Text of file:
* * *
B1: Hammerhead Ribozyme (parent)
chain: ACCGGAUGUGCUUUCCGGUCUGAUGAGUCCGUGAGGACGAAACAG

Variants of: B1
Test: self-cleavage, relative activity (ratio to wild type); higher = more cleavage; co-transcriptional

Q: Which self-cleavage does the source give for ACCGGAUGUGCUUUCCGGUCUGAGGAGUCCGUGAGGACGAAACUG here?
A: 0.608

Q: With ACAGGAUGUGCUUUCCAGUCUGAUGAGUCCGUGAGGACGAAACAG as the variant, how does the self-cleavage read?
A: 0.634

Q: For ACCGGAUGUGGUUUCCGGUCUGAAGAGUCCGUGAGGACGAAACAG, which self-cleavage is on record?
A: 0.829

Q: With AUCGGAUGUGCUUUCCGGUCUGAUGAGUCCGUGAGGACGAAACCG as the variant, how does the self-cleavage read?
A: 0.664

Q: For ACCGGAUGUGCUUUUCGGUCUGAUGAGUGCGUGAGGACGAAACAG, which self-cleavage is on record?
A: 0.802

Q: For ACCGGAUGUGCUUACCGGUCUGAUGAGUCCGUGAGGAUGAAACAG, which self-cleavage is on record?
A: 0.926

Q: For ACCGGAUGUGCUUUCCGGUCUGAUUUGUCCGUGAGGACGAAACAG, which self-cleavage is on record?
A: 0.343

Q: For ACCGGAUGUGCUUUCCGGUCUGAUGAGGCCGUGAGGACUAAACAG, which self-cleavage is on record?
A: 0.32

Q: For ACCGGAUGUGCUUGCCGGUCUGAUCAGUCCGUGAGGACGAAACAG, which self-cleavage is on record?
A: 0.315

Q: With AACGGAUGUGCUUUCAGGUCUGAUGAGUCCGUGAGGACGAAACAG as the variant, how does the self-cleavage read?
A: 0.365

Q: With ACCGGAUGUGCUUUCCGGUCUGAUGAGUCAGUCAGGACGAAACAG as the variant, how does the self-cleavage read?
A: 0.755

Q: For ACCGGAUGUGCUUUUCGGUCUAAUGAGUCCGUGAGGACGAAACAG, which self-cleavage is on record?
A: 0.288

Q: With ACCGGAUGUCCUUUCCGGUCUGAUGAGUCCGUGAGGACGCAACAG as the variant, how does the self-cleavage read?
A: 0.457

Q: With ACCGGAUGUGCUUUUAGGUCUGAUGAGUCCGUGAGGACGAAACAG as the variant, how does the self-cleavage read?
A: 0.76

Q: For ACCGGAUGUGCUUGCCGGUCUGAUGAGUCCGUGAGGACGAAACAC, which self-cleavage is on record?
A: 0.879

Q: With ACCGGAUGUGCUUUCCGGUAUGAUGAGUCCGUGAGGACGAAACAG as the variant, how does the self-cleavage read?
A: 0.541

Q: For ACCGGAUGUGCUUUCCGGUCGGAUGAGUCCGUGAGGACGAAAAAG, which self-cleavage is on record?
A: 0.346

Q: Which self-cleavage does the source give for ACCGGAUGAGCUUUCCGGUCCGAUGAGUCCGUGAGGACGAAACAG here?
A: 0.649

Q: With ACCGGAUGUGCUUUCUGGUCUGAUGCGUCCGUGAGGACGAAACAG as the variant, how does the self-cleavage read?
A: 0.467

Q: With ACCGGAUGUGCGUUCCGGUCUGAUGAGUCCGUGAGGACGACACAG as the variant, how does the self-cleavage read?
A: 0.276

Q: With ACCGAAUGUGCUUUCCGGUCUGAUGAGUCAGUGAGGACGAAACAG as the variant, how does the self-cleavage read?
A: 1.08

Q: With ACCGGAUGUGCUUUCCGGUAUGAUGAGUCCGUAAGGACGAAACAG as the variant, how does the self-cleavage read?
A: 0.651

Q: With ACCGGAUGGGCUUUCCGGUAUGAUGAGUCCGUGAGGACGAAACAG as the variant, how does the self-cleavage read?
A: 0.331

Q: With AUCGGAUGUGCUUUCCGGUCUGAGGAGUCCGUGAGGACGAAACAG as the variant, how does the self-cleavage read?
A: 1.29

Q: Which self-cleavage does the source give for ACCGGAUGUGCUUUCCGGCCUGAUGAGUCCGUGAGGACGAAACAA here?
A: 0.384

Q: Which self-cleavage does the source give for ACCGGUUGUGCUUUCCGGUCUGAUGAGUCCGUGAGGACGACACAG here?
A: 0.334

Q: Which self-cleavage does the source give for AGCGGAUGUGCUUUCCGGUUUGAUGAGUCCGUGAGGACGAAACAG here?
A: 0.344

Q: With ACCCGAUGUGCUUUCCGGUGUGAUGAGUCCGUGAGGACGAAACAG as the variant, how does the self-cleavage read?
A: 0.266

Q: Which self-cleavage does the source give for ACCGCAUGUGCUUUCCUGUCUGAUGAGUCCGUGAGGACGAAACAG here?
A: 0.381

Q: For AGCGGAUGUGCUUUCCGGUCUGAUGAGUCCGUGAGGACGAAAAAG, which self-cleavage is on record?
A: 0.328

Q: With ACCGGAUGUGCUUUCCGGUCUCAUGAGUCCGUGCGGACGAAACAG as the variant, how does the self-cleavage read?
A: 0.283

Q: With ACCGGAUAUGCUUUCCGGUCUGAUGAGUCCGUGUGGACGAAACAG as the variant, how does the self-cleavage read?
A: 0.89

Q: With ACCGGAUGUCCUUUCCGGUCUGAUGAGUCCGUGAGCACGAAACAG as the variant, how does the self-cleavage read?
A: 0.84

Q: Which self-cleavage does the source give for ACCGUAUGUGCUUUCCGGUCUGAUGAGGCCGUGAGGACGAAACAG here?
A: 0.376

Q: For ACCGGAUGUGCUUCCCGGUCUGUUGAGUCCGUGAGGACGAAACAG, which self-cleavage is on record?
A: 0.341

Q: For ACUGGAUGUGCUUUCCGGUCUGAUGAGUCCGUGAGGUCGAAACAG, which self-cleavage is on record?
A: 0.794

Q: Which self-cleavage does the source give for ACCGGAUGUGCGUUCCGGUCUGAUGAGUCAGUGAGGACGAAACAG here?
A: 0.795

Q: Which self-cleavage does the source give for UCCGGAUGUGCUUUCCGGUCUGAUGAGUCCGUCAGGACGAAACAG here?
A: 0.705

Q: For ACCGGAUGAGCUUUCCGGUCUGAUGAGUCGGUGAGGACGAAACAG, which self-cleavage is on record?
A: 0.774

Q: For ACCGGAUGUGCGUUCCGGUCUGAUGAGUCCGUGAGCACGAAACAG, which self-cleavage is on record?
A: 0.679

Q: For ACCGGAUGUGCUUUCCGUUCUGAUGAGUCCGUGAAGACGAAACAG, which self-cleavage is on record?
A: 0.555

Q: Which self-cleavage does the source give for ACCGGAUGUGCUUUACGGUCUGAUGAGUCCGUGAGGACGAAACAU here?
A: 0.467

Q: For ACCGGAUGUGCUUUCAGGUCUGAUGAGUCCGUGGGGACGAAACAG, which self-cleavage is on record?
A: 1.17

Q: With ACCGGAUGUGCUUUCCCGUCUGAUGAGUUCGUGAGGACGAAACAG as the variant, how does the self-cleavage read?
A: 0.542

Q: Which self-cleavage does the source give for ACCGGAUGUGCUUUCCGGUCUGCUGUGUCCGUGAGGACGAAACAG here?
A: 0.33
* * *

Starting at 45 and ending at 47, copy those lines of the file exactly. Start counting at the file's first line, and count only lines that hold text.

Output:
Q: With ACCGAAUGUGCUUUCCGGUCUGAUGAGUCAGUGAGGACGAAACAG as the variant, how does the self-cleavage read?
A: 1.08

Q: With ACCGGAUGUGCUUUCCGGUAUGAUGAGUCCGUAAGGACGAAACAG as the variant, how does the self-cleavage read?